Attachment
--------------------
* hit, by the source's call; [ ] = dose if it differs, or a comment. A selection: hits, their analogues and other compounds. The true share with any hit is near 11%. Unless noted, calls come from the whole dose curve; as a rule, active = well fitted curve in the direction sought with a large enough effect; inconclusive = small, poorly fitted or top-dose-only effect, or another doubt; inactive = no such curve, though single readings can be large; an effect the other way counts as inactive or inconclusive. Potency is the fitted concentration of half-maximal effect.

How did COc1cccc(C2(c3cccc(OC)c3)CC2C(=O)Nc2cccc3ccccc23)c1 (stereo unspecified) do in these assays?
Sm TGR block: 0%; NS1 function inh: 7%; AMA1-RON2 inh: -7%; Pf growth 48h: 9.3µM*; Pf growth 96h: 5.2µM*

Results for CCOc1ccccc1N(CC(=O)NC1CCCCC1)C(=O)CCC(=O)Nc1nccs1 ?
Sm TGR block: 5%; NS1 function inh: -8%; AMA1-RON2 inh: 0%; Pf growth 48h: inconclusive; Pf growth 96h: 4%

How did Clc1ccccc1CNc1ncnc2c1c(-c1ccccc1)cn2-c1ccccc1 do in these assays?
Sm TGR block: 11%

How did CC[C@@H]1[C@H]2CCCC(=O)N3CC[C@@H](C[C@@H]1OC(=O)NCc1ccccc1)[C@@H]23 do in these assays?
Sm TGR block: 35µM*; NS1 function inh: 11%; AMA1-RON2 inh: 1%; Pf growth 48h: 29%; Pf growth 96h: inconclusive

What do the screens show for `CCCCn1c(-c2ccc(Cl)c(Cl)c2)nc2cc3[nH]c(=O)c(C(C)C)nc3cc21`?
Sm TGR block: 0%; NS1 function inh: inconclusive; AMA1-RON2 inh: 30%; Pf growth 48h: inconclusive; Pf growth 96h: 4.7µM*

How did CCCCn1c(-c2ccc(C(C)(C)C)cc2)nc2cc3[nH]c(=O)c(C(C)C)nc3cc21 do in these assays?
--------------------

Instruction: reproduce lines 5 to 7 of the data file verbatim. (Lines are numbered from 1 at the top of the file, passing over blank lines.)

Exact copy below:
Sm TGR block: 5%; NS1 function inh: -8%; AMA1-RON2 inh: 0%; Pf growth 48h: inconclusive; Pf growth 96h: 4%

How did Clc1ccccc1CNc1ncnc2c1c(-c1ccccc1)cn2-c1ccccc1 do in these assays?
Sm TGR block: 11%